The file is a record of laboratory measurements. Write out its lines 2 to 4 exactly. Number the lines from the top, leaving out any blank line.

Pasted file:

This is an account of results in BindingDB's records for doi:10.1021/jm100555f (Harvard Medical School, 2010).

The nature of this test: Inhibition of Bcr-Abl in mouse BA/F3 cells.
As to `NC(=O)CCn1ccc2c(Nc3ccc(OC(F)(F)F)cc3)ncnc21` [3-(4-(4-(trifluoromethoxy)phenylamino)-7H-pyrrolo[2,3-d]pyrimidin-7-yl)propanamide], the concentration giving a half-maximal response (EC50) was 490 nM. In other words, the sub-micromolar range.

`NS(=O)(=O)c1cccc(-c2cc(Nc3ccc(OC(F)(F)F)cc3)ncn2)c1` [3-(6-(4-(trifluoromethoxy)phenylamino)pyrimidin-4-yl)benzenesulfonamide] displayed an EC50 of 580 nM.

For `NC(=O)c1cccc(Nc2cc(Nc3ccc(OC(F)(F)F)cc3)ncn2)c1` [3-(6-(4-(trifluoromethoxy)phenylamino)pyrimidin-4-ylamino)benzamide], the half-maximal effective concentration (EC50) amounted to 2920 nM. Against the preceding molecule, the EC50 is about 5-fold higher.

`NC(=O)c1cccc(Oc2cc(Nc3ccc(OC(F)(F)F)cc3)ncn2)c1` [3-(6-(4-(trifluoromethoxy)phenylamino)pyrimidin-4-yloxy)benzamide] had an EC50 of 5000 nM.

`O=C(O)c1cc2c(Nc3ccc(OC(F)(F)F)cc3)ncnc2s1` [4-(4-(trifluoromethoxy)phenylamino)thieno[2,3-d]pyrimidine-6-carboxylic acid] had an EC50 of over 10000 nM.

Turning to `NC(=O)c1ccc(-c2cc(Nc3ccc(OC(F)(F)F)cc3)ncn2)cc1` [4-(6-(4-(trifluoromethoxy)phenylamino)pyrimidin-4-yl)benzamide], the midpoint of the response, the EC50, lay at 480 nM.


The nature of this test: Inhibition of Bcr-Abl in mouse BA/F3 cells.
As to `NC(=O)CCn1ccc2c(Nc3ccc(OC(F)(F)F)cc3)ncnc21` [3-(4-(4-(trifluoromethoxy)phenylamino)-7H-pyrrolo[2,3-d]pyrimidin-7-yl)propanamide], the concentration giving a half-maximal response (EC50) was 490 nM. In other words, the sub-micromolar range.

`NS(=O)(=O)c1cccc(-c2cc(Nc3ccc(OC(F)(F)F)cc3)ncn2)c1` [3-(6-(4-(trifluoromethoxy)phenylamino)pyrimidin-4-yl)benzenesulfonamide] displayed an EC50 of 580 nM.